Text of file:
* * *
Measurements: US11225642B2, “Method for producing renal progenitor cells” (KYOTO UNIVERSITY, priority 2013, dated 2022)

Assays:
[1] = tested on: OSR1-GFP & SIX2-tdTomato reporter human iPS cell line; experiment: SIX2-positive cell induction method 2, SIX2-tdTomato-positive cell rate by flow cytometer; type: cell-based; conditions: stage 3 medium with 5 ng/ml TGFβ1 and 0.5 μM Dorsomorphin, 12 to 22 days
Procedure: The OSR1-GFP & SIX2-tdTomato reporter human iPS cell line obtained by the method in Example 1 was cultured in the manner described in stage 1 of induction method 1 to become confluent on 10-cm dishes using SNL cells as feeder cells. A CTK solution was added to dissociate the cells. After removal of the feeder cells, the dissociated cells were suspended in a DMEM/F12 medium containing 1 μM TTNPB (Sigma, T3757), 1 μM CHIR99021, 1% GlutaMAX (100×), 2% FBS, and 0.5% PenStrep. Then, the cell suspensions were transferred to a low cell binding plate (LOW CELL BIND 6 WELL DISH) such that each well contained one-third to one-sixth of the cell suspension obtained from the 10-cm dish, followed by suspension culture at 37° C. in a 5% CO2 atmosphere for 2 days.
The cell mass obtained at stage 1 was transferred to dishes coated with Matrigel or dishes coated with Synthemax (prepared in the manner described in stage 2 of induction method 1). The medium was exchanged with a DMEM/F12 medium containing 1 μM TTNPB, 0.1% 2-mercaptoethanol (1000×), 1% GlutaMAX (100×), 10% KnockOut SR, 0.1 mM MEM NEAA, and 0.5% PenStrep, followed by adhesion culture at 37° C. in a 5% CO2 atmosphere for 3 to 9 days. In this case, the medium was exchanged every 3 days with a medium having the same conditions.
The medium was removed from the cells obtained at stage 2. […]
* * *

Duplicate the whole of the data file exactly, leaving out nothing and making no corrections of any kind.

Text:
Measurements: US11225642B2, “Method for producing renal progenitor cells” (KYOTO UNIVERSITY, priority 2013, dated 2022)

Assays:
[1] = tested on: OSR1-GFP & SIX2-tdTomato reporter human iPS cell line; experiment: SIX2-positive cell induction method 2, SIX2-tdTomato-positive cell rate by flow cytometer; type: cell-based; conditions: stage 3 medium with 5 ng/ml TGFβ1 and 0.5 μM Dorsomorphin, 12 to 22 days
Procedure: The OSR1-GFP & SIX2-tdTomato reporter human iPS cell line obtained by the method in Example 1 was cultured in the manner described in stage 1 of induction method 1 to become confluent on 10-cm dishes using SNL cells as feeder cells. A CTK solution was added to dissociate the cells. After removal of the feeder cells, the dissociated cells were suspended in a DMEM/F12 medium containing 1 μM TTNPB (Sigma, T3757), 1 μM CHIR99021, 1% GlutaMAX (100×), 2% FBS, and 0.5% PenStrep. Then, the cell suspensions were transferred to a low cell binding plate (LOW CELL BIND 6 WELL DISH) such that each well contained one-third to one-sixth of the cell suspension obtained from the 10-cm dish, followed by suspension culture at 37° C. in a 5% CO2 atmosphere for 2 days.
The cell mass obtained at stage 1 was transferred to dishes coated with Matrigel or dishes coated with Synthemax (prepared in the manner described in stage 2 of induction method 1). The medium was exchanged with a DMEM/F12 medium containing 1 μM TTNPB, 0.1% 2-mercaptoethanol (1000×), 1% GlutaMAX (100×), 10% KnockOut SR, 0.1 mM MEM NEAA, and 0.5% PenStrep, followed by adhesion culture at 37° C. in a 5% CO2 atmosphere for 3 to 9 days. In this case, the medium was exchanged every 3 days with a medium having the same conditions.
The medium was removed from the cells obtained at stage 2. […]